9 Tips For Reigniting Passion For Your Nursing Career
By Beth Boynton, RN, MS
Most nurses start out with enthusiasm for their chosen profession. It’s so exciting to pass the NCLEX, get your license, find a job, and start working in the real world of medicine, nursing, and healthcare.
Unfortunately, the pressures of nursing practice take their toll on many nurses. Some factors include:
Tragedy and loss
Long work hours and challenging schedules
Toxic workplace cultures
Fatigue, disappointment, or even burnout can chip away at the passion you have for your career. Yet you worked hard to become a nurse and you deserve to enjoy your profession and feel proud about doing important, difficult, and meaningful work.
The good news is there are many things that you can do to fire up those feelings of excitement for the work you do and the career possibilities that await.
9 Steps to Reigniting Your Passion
1. Create a career vision
What’s your dream job? Nursing is a profession with many different specialties and paths. If you’re not happy with your current position, it’s important to be working towards one that meets your needs and expectations. Think about how to make the most of your present job, and then take steps in a new direction.
2. Attend a conference
Sign up for a conference or seminar that interests you, and make the financial and scheduling commitment to attend -- this will help you make ongoing education and your career satisfaction a priority. Even if it means sacrificing money and time, there’s a good chance you’ll meet others who can both validate the tough stuff you’re going through and reignite your passion.
Schedule time to sit, reflect, and answer these and other career-related questions. This may give you clues about what’s missing in your work and what new path you need to seek.
Think about times in nursing school or early in your career when you felt inspired as a nurse
Jot down thoughts about how you felt and why.
How could you reinvent your career to have more moments like those?
4. Have a non-nurse day
Take a day off and don’t think about nursing or your work at all. Plan to do something that’s selfish and fun! Make time for this in your schedule monthly or weekly. No nursing job will be inspiring every minute, so taking care of yourself in non-nursing ways will give you a boost.
5. Be a mentor
Remember how much you admired practicing nurses when you were in school or just getting started in your career? Well, guess what? There may be some students or new nurses who look up to you.
If your organization has a preceptor or mentoring program, sign up. If it doesn’t, maybe you should help start one. Or keep it simple and reach out to a newer nurse on your own. Buy him a cup of coffee and ask how he’s doing and how you can help. You might be surprised how good this makes you feel about your career.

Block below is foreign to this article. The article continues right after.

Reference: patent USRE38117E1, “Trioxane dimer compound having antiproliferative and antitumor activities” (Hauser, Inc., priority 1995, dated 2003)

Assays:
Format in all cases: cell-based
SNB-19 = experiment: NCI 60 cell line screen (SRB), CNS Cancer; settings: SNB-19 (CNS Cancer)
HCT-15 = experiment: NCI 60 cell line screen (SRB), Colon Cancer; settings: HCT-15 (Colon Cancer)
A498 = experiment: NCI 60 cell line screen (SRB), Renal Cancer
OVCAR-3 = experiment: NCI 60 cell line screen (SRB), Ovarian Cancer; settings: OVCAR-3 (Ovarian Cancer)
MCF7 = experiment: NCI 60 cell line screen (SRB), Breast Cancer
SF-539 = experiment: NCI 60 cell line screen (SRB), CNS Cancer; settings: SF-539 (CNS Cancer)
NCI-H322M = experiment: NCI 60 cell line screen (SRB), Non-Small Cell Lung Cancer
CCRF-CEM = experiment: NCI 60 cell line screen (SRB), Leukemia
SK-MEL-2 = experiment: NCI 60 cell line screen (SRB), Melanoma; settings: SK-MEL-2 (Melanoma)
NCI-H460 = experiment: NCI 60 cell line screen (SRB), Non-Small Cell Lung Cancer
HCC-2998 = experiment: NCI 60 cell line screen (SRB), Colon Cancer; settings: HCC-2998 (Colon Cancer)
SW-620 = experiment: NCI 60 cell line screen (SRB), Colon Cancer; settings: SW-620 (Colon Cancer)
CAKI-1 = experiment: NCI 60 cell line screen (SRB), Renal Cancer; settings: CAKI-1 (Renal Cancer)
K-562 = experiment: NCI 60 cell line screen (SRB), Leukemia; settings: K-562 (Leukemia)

6. Step up to the plate
Doing research is work, but it can have the advantage of helping you reconnect with the exciting challenges of nursing work.
Talk with your supervisor and brainstorm ideas for important challenges faced by your unit. Is there a new piece of equipment or organizational initiative that you can help with or provide an in-service about?
Getting involved shows that you’re a leader and team player.
7. Work with a professional nurse coach or career coach
Did you know that some nurses go on to become professional coaches? Some of these nurses are committed to helping other nurses find joy and meaning in their work.
Search online for nurse career coaches or life coaches -- you’ll find some inspiring articles, podcasts, and nurses. Who knows, maybe you’d like to become a coach yourself one day.
8. Interview a nurse you admire
Nurses’ career paths are often surprising. Find a colleague you admire and reach out to him or her. It can be someone you know in your organization, one of your nursing instructors from school, or a nurse you’ve met online. This type of informational interview can be a gold mine.
Ask for a phone call, virtual meeting, or meet face-to-face to learn about their career path. You’re bound to have an interesting conversation, and it may lead to ideas and connections for your next career steps.
9. Address burnout
If you’re experiencing signs and symptoms of compassion fatigue or burnout, get help. Depression, anxiety, weight change, and substance abuse are signs that you can benefit from support. Talking with a friend or colleague can help, but it might be time for a professional counselor. A mental health practitioner could make a huge difference in your personal life and career.
It’s Worth Your Time, Nurses
It’s a fact that being a nurse is stressful, and it’s worth your time to make sure you have a rewarding career path.
Try one of these tips today, and look for new ways to inspire yourself, find new meaning at work, and move the needle in your nursing career.
Enthusiasm and excitement are not reserved for new grads -- every nurse deserves to feel those feelings throughout a long and satisfying career.
Want to reignite your passion with a new job?
High-paying nursing opportunities abound. As a registered nurse, you are in control of your career. Check out the best jobs from coast to coast on our job board. Get the pay and career path you deserve. Click here to see open positions for nurses now.
Beth Boynton, RN, MS specializes in communication, collaboration, and workplace culture. She is a Medical Improv Practitioner and author of Confident Voices (CreateSpace 2009) and Successful Nurse Communication (F.A. Davis 2015). Her third book, Medical Improv: A New Way to Improve Communication was released in 2017.